Dengue is common in tropical and subtropical regions, such as the Caribbean, Central America, South America, Western Pacific Islands, Australia, Southeast Asia and Africa. A vaccine is not available to prevent dengue. However, travelers can protect themselves by preventing mosquito bites, such as by wearing long-sleeved shirts, long pants and hats, using insect repellent, and sleeping in beds covered with mosquito netting.

Japanese encephalitis virus

Japanese encephalitis virus (JEV) is transmitted through mosquito bites. JEV causes encephalitis (inflammation of the brain). Symptoms typically include fever, stiff neck, nausea and vomiting. About 1 of 4 infected individuals experience severe infection that leads to a coma and death.

JEV occurs in many countries in the Far East, including Japan, China, India, Vietnam and Thailand, among others. The JEV vaccine is not recommended for all travelers. Instead, travelers’ destination, length of stay and planned activities determine if they should receive the Japanese encephalitis virus vaccine.


Malaria is caused by a parasite transmitted by mosquito bites. Symptoms typically appear within seven to 30 days after infection and include influenza-like illness, fever and chills. In some cases, symptoms may develop up to one year after the initial mosquito bite. In the absence of treatment, severe illness and death can occur.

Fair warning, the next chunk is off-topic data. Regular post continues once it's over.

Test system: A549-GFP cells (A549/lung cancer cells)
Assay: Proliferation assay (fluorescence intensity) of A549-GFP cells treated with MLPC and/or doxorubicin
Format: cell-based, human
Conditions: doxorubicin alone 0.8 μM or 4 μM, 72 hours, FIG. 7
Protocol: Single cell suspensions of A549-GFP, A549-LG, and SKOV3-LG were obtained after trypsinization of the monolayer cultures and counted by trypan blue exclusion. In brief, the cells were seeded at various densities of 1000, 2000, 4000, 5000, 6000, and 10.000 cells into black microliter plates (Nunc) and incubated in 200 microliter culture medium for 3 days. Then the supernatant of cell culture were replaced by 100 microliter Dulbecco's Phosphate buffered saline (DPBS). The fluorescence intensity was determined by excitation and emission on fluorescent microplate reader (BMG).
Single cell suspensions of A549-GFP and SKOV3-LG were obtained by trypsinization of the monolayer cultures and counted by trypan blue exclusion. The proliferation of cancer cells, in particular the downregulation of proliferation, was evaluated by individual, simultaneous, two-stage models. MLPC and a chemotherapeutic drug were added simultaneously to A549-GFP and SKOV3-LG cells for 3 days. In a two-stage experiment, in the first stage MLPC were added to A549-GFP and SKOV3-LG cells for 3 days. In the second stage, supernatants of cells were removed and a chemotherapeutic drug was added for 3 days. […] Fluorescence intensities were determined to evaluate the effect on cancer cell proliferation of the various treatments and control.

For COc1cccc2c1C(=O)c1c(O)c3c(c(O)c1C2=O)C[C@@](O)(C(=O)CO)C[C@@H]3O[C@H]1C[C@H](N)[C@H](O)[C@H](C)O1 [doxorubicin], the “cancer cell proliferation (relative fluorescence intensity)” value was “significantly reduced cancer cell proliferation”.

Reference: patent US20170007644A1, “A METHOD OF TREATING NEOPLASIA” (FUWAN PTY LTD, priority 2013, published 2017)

Malaria is common in many parts of Africa, Central America, South America, the Caribbean, Asia, Eastern Europe and South Pacific. Unfortunately, a malaria vaccine is not available; however, preventive medicine, to be taken before, during and after the trip, may be prescribed. Travelers who think they might have malaria should seek medical attention as soon as possible to begin treatment, even if they were taking preventive medications. Travelers can also prevent malaria by protecting themselves against mosquito bites.

Yellow fever

Yellow fever is also caused by a virus transmitted by mosquitos. Yellow fever causes inflammation of the liver (hepatitis) and severe bleeding (hemorrhage). Symptoms of yellow fever can include fever, muscle pain, chills, headache and yellowing of the skin or eyes (jaundice).

Yellow fever occurs mostly in Africa and South America. Many of the countries in these parts of the world require proof of vaccination for entry. In addition to receiving the vaccine, travelers can also protect themselves from yellow fever by preventing mosquito bites. The risk of yellow fever varies depending on the travel destination. So, it’s important to consult a travel medicine specialist prior to departure.

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Materials in this section are updated as new information and vaccines become available. The Vaccine Education Center staff regularly reviews materials for accuracy.

You should not consider the information in this site to be specific, professional medical advice for your personal health or for your family's personal health. You should not use it to replace any relationship with a physician or other qualified healthcare professional. For medical concerns, including decisions about vaccinations, medications and other treatments, you should always consult your physician or, in serious cases, seek immediate assistance from emergency personnel.